12. 12. 12 IDC Spotlight, sponsored by Qubole and Google Cloud Doc. #US46799120 12 Reshuffling the Data Deck: Benefits of a Modern Cloud Data Lake Platform Table of Contents Financial Intelligence We have all heard the adage that “you can’t manage what you can’t measure.” In today’s market, we should also add that “you can’t automate what you can’t measure.” Data platform management through automation is top of mind for many of today’s chief data officers and other data engineering leaders. However, in our interviews and studies of organizations across the globe, we have found that many of these technology managers still lack the financial insight and governance support needed to make effective decisions. Ironically, people who support analytics and decision making for others in their organization don’t always have that functionality for themselves. The data management team, like other users within the organization, needs functionality for usage monitoring to be able to analyze user-interaction and system- performance data for uncovering past trends, report on this analysis, predict future outcomes, and optimize system administration and management decisions taken by either humans or the machine. Ultimately, this type of financial intelligence about the data and analytics platform is required for effective automation of many of today’s manual administrative, tuning, and maintenance tasks. To address these challenges, a growing number of organizations are turning to a new generation of cloud-based data management technology. Financial intelligence about the data and analytics platform is required for effective automation of many of today’s manual administrative, tuning, and maintenance tasks.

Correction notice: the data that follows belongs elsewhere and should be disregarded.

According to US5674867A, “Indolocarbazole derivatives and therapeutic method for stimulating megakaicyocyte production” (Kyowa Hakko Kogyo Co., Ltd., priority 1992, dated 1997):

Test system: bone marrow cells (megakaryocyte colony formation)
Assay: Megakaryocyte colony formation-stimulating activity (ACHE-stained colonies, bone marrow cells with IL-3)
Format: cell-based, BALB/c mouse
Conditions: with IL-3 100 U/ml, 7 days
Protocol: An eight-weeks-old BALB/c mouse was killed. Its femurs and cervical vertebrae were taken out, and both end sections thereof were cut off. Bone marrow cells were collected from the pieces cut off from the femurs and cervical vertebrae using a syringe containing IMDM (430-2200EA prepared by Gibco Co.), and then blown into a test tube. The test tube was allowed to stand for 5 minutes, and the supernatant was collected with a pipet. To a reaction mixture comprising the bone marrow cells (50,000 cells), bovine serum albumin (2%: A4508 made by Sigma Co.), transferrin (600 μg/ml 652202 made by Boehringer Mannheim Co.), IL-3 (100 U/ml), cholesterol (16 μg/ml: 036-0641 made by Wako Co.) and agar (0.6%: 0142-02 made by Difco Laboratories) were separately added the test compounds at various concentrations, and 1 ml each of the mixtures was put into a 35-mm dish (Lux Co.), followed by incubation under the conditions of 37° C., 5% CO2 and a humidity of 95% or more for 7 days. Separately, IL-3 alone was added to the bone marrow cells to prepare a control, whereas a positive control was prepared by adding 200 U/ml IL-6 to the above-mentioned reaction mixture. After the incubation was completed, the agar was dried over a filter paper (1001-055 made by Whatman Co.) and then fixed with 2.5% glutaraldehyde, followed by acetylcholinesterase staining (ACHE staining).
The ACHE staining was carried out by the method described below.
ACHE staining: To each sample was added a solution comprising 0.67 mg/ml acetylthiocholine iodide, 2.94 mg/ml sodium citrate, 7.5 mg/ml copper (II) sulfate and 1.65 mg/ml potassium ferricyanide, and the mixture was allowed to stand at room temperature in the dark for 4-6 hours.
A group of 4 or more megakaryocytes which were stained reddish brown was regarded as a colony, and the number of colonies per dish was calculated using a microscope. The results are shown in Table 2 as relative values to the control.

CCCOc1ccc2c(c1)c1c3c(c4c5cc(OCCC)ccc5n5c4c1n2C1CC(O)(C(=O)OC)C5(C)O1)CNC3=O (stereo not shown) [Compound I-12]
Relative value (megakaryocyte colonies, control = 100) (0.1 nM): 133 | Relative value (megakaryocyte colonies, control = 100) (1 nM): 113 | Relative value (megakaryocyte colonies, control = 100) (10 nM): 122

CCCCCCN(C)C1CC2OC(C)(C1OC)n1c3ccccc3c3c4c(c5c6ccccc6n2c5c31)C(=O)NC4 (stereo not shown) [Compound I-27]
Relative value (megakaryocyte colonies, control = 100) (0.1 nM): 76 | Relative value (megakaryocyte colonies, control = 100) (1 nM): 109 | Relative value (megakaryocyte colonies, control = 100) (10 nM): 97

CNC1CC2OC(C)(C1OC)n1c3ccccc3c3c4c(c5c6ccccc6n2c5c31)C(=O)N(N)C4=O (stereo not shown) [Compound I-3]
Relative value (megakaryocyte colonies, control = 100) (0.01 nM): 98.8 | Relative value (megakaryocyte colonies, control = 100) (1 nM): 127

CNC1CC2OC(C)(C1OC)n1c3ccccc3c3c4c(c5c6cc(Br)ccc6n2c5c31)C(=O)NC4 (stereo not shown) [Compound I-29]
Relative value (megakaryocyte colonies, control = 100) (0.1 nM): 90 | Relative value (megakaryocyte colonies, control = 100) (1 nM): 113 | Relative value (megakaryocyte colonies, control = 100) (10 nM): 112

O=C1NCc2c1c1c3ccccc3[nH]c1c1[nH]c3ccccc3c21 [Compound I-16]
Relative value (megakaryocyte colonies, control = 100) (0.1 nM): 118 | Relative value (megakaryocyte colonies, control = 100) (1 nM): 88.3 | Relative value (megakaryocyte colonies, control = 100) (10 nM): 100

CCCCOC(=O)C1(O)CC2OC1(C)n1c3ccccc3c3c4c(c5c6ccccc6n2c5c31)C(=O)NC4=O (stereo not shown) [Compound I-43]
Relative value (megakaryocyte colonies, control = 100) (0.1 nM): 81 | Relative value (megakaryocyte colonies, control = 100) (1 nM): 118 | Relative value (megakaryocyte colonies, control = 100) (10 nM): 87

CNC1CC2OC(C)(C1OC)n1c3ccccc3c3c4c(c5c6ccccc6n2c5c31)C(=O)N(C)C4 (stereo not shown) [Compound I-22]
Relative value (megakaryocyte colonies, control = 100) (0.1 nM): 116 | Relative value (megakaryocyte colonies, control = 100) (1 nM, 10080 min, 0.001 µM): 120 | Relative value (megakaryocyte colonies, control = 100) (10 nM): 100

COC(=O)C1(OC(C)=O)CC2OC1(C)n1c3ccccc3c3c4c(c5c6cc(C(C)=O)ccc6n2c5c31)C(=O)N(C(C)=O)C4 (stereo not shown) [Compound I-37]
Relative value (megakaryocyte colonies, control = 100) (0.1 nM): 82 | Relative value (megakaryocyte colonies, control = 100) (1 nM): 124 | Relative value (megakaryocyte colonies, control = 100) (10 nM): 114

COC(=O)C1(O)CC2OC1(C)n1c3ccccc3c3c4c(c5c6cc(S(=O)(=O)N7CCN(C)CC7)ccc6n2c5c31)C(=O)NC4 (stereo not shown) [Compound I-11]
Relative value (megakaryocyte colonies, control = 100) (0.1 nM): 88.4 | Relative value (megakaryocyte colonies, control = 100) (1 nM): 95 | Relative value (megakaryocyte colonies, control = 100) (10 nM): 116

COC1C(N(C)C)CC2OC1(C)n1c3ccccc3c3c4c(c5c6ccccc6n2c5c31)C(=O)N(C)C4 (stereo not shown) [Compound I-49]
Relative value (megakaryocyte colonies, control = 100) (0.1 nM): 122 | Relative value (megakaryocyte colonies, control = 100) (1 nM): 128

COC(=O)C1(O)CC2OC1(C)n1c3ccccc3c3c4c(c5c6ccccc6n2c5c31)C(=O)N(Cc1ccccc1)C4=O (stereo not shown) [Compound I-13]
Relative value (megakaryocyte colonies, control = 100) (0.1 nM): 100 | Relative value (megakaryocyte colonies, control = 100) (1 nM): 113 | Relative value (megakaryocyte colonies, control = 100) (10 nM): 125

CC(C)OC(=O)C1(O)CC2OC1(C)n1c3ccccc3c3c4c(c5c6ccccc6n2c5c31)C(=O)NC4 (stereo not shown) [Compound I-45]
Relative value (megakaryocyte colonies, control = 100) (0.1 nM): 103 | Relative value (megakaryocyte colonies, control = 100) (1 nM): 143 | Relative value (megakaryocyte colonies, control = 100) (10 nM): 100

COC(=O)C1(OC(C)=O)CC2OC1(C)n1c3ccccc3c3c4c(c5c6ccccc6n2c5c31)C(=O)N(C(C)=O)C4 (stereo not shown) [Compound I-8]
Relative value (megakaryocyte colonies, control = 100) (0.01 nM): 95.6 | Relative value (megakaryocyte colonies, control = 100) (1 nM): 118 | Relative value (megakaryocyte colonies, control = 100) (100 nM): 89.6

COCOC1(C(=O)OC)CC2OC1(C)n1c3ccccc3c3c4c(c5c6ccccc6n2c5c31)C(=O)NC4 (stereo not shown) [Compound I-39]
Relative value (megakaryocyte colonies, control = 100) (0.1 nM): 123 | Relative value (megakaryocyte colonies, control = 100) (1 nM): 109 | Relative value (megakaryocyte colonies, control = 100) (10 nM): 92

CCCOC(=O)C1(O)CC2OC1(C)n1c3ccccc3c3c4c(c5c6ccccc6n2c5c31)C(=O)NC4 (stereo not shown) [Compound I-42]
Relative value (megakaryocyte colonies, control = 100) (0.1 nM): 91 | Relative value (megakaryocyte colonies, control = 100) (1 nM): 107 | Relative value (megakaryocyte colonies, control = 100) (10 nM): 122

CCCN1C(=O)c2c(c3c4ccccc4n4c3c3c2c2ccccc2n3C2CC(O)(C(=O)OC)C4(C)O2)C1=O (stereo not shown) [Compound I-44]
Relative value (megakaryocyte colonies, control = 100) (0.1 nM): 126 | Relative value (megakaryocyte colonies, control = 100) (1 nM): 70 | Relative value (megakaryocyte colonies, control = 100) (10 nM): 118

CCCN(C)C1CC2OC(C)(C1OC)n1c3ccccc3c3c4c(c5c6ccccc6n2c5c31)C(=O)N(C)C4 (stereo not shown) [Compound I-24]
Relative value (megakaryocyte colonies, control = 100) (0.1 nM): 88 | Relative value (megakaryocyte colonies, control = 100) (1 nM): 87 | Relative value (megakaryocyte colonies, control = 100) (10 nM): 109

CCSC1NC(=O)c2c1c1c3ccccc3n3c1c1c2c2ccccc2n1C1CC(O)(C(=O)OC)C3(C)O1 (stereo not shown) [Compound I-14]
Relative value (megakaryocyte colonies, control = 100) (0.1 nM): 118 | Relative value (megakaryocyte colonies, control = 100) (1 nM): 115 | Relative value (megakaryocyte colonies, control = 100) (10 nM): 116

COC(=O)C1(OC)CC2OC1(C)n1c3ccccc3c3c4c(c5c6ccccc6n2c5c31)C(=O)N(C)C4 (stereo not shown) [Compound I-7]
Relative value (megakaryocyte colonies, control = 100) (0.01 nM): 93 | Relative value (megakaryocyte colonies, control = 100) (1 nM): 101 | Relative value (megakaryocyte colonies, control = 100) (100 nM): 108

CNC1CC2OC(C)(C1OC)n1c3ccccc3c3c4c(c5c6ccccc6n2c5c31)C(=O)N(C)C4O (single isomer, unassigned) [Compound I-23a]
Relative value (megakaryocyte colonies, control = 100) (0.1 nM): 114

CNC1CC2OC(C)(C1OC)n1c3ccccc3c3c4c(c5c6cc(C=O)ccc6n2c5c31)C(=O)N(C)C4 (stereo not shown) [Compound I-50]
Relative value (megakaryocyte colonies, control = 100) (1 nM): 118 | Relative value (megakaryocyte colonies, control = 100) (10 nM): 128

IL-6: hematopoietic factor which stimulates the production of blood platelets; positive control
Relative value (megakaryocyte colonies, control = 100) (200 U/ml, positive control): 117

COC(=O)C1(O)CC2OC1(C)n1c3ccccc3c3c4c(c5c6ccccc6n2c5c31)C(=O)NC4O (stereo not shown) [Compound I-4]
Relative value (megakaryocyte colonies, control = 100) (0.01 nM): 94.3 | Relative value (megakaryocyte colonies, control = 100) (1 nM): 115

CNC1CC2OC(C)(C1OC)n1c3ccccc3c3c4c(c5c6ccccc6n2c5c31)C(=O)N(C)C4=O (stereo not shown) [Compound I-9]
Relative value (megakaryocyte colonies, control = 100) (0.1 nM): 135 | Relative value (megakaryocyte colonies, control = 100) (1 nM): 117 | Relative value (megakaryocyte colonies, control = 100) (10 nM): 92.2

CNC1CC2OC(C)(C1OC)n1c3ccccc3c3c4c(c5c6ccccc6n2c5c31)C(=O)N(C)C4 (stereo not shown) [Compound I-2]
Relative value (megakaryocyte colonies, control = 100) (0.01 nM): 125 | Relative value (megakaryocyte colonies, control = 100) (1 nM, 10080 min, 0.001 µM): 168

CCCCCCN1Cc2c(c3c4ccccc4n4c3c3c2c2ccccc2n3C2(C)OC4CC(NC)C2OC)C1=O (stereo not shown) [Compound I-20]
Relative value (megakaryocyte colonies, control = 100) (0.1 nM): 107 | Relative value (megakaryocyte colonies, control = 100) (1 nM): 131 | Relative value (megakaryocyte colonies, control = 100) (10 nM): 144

13. 13. 13 IDC Spotlight, sponsored by Qubole and Google Cloud Doc. #US46799120 13 Reshuffling the Data Deck: Benefits of a Modern Cloud Data Lake Platform Table of Contents Modern analytic data management needs and requirements are driven by elevated awareness of the value of analytics in today’s uncertain market; growing volume, variety, and velocity of data; and availability of new data analysis and AI/ML tools and techniques, many of which are based on open source technology. Platform Agility In a 2015 article by McKinsey, the consulting firm defined agility as a combination of speed and stability. In this IDC Spotlight, we expand on that definition to combine several of the common system characteristics under platform agility: performance, scalability, manageability, and visibility. To address all of the major usage patterns discussed previously, today’s analytic data platforms must be able to scale to handle dozens of terabytes of data daily. For variable use cases, the platform must be able to scale up and down as needed to provide optimal price/performance outcomes. Also, given today’s constraints on IT budgets and staffing, the platform should incorporate automation capabilities that release data engineers and system administrators from certain mundane daily tasks, allowing the technical staff to focus on higher value-added projects. Openness When the senior vice president (SVP) of the marketing cloud for a major digital experience service provider started looking for a new platform to replace the company’s homegrown legacy technology, openness was a key requirement. As a former chief technology officer (CTO), this executive was initially concerned about the ability to deploy the analytic data management platform for the company’s data scientists on multiple clouds. This was partly a strategic architectural requirement, partly a risk-management decision, and partly a decision driven by customers in some industries that prefer or require one cloud over another. However, an open platform means more than having the ability to deploy on multiple clouds. To some, openness means having open source components. But even that designation is limiting. Openness can also mean the option to use multiple storage formats, multiple data science and analytics tools and languages, and multiple AI frameworks, as well as the ability to develop multiple upstream and downstream data pipelines via connectors and application programming interfaces (APIs) and the ability to extend the solution by internal IT staff who are able to rely on industry-standard development tools and techniques. Technology Needs and Requirements